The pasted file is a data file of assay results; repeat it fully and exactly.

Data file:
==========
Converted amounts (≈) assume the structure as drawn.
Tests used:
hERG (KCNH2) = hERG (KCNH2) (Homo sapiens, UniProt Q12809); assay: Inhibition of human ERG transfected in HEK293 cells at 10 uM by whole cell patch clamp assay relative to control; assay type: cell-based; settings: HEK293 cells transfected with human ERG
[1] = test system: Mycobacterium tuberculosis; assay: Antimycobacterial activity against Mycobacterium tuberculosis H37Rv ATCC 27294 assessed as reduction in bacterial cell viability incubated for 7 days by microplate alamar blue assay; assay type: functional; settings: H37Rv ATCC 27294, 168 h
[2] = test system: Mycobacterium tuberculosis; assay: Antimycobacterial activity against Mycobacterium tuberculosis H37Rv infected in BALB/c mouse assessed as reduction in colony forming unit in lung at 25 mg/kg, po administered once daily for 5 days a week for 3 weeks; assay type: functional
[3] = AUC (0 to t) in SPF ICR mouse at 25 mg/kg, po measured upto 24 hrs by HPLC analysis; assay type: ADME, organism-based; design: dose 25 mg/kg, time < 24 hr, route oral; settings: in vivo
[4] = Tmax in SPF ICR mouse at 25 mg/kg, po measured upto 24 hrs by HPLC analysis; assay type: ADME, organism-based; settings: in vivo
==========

Converted amounts (≈) assume the structure as drawn.
Tests used:
hERG (KCNH2) = hERG (KCNH2) (Homo sapiens, UniProt Q12809); assay: Inhibition of human ERG transfected in HEK293 cells at 10 uM by whole cell patch clamp assay relative to control; assay type: cell-based; settings: HEK293 cells transfected with human ERG
[1] = test system: Mycobacterium tuberculosis; assay: Antimycobacterial activity against Mycobacterium tuberculosis H37Rv ATCC 27294 assessed as reduction in bacterial cell viability incubated for 7 days by microplate alamar blue assay; assay type: functional; settings: H37Rv ATCC 27294, 168 h
[2] = test system: Mycobacterium tuberculosis; assay: Antimycobacterial activity against Mycobacterium tuberculosis H37Rv infected in BALB/c mouse assessed as reduction in colony forming unit in lung at 25 mg/kg, po administered once daily for 5 days a week for 3 weeks; assay type: functional
[3] = AUC (0 to t) in SPF ICR mouse at 25 mg/kg, po measured upto 24 hrs by HPLC analysis; assay type: ADME, organism-based; design: dose 25 mg/kg, time < 24 hr, route oral; settings: in vivo
[4] = Tmax in SPF ICR mouse at 25 mg/kg, po measured upto 24 hrs by HPLC analysis; assay type: ADME, organism-based; settings: in vivo